Voter ID pilot Schemes

#41
Everything you do is recorded anyway and I mean everything, so they might at well issue ID cards,
You only have to look at the recent Facebook farce to support your point.
Plus things like various Clubcards and loyalty cards.
The lives of most people are the proverbial open book; whether you want it or not.
 
#42
Not convinced, you underestimate the actual effect of policies like this. How they are meant to work is one thing, how they actually work in practice is usually quite different.

1. By default, any initiative which seeks to tighten ID requirements is going to cut some people out - otherwise what is the point. The question is how many, and whether it will be the right people.

2. You seem to be assuming that the system will work as described or intended (e.g. if people can have X number of types of ID, then it is all fine). This is not how systems actually work, particularly govt initiatives like this. Usually they fail to work in some way, often quite predictably. As an example, after the tightening of bank rules I have found it consistently difficult to do basic things or make new accounts because my habitation record is non-standard...which started because I was in the Army, and moved every year for 5 years.

2. Is this a problem that needs solving? In America, to listen to the noise, this had become a huge issue even before Trump. However, there is vanishingly little evidence that it is actually a problem: the number of proven voter fraud cases is extraordinarily small (see analysis here[/url). You can argue that successful fraud goes undetected, but equally I could argue that our elections are being infiltrated by the Illuminati and thetans and Illuminati thetans. Initiatives should generally try to address actual problems, and problems need some evidence that they are a problem. Voter ID policies are quite possibly a solution in search of a problem.

3. Also in America, several studies have found that voter ID laws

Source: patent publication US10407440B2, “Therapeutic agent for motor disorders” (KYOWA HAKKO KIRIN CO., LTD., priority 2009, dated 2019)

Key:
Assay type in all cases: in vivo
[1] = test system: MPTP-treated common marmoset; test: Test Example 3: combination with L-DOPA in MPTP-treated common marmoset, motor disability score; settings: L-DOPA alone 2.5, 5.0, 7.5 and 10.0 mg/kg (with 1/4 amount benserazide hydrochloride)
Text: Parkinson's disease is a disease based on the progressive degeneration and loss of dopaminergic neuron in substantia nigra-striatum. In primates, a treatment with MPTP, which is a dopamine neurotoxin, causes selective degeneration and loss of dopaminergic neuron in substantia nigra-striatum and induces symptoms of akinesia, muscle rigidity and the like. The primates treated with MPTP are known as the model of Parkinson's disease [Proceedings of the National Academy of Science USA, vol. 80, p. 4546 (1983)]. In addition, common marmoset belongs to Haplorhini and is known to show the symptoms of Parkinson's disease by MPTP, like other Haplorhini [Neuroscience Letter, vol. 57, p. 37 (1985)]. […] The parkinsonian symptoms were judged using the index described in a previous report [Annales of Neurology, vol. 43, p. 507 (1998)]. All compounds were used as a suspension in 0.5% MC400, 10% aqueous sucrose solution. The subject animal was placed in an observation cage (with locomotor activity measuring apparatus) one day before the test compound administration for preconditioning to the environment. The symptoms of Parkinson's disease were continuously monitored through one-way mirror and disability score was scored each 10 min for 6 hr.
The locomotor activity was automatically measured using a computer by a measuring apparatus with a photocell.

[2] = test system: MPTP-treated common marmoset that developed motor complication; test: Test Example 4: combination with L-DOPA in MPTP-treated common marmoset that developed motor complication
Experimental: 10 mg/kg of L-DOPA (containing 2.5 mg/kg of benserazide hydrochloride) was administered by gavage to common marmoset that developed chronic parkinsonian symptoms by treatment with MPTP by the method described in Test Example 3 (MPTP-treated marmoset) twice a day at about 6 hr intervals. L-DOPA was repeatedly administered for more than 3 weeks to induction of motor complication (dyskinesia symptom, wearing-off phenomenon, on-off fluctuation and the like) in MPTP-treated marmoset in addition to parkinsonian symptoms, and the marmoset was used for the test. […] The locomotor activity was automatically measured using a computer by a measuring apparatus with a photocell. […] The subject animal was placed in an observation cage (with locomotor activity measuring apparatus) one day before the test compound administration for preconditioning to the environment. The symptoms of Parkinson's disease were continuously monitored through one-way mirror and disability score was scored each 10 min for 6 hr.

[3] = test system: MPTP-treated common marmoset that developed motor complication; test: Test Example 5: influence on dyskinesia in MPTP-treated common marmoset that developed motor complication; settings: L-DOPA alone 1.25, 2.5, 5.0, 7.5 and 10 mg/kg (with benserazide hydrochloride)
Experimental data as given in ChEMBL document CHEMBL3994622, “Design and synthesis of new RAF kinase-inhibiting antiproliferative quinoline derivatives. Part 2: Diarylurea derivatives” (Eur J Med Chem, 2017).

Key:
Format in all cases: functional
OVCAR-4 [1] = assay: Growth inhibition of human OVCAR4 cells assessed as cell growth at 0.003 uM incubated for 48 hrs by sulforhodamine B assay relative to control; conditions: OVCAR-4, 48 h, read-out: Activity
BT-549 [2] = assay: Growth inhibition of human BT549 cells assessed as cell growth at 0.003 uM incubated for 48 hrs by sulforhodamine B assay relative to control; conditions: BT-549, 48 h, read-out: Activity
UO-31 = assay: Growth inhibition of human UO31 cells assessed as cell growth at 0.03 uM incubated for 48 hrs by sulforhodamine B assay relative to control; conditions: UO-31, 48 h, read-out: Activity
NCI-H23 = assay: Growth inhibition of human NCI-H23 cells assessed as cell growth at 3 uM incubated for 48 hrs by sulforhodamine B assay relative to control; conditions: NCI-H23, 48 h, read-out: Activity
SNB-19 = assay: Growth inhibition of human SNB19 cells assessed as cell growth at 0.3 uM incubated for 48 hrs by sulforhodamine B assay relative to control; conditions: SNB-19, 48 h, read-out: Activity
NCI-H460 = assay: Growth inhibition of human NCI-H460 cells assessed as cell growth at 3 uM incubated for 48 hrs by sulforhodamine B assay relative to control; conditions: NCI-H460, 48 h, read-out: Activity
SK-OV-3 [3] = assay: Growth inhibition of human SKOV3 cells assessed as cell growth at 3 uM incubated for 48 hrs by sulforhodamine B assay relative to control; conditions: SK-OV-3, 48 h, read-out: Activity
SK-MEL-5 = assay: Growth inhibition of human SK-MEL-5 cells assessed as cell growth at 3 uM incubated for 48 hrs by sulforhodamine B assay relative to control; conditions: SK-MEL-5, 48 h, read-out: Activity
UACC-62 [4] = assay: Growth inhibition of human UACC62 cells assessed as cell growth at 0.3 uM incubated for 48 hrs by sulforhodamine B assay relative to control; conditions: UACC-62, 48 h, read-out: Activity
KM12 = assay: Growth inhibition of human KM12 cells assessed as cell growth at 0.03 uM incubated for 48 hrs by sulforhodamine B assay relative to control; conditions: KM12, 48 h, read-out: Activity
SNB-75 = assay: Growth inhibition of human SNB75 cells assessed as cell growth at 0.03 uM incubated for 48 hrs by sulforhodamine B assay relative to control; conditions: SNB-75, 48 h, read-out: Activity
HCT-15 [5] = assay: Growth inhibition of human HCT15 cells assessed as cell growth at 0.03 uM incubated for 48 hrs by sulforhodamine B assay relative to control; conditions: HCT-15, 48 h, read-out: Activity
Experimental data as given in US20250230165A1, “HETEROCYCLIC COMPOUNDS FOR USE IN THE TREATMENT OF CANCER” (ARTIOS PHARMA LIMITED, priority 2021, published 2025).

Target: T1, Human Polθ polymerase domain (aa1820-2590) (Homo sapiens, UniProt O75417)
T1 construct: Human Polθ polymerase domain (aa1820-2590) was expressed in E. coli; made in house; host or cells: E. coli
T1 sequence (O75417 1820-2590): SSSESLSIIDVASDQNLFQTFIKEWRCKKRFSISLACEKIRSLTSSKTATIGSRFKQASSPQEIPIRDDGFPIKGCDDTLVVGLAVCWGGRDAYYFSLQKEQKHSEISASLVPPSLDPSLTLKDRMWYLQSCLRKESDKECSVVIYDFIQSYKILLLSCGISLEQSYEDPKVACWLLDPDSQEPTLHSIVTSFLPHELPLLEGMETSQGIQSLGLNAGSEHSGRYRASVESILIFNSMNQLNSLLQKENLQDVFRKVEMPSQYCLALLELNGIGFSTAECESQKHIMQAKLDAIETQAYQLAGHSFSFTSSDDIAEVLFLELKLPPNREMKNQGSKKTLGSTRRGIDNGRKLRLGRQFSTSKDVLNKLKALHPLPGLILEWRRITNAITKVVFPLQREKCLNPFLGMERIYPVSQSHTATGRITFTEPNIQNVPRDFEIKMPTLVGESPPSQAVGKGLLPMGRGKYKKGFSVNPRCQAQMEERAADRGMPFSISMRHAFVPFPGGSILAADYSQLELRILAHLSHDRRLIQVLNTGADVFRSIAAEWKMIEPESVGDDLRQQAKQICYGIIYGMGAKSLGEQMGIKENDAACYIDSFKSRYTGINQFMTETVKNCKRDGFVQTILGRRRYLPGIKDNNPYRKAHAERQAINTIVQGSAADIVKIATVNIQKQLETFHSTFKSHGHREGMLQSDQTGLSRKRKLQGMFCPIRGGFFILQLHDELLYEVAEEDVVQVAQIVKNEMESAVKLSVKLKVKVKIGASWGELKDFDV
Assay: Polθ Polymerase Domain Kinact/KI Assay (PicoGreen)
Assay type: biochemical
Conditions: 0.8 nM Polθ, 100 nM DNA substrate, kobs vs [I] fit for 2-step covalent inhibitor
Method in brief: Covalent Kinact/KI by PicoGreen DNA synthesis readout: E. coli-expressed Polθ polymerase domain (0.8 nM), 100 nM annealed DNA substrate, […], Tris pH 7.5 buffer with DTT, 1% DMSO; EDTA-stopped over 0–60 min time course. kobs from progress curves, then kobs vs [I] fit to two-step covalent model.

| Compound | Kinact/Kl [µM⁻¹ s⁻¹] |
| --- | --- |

do suppress minority turnout disproportionately. I suspect that Labour are probably just jumping on that bandwagon by immediately assuming the same is true here, when it is not at all clear that the same effect would happen here because the social system and position of minorities in the UK is very different to black/white issues in much of the US. But it is not a totally unreasonable question to try and answer. Moreover, the more likely effect is that it would suppress voting among poorer and younger people, who are generally more likely to vote Labour, so you can see their interest (and also that of the Conservatives).

I've been refused voting registration several times (for broadly the reasons described in no. 2). My sins are a) I was in the Army, so don't have a 'normal' and consistent habitation and voter registration record, and b) that I work abroad a lot and so have not always been able to turn up in person, or had an address that I could prove I was resident at (e.g. living with girlfriend when in the UK, but my name is not on her household documents). This has even applied, hilariously, to disallowing me from nominating a proxy to vote...when inability to turn up is the whole point of nominating a proxy!

So despite being a citizen since birth, paying taxes in the UK, and having served in the Army, my right to vote has apparently become questionable, because I sit between the boundaries of what the registration system finds easy to understand. People can easily be disenfranchised by these kinds of policies, the question is whether voter fraud is a big enough problem to take that risk. I've seen no evidence that it is.

The point is to make sure non citizens do not get to vote, which they do in places like California and New Mexico. Which do impact National elections. In Wyoming Non Citizens are marked as such on their ID card or Drivers license. Illegals are refused service.
 
#43
Today Guardian has an article about the upcoming Voter ID pilots in May. Basically they are suggesting they are racist as producing ID for voting might be a bit hard for non whites.

Tories in new race row over identity checks for elections


Given the list acceptable forms of photo ID or if they are not available you can use supporting documents, I get the feeling Labour are being very condescending to ethnic minorities.

Voter ID Pilots

If I am reading the criteria for forms of voting ID correctly, you either have to have lived off the grid your entire life or just not be legally allowed to vote to be refused a ballot paper under this scheme.

Basically, it is the same criteria for picking up parcel from the post office.

Have the Guardian finally lost it or is it the begining of a National ID card?
Labours sh*tting a brick over this. Or do you think that there really are 35 labour votes registered at an individual address for the purifiers of postal voting?
 
#45
I'd suggest the biggest impact will be on the old. Mum, aged 88, has never had a passport and has thankfully given up her driving licence. As her short term memory is not good I regularly have to search the house to find and file the relevant council tax, utility bills so I can lay my hands on them when she needs them. Given that she loses her Credit Card about twice a year issuing her an ID card would be pointless.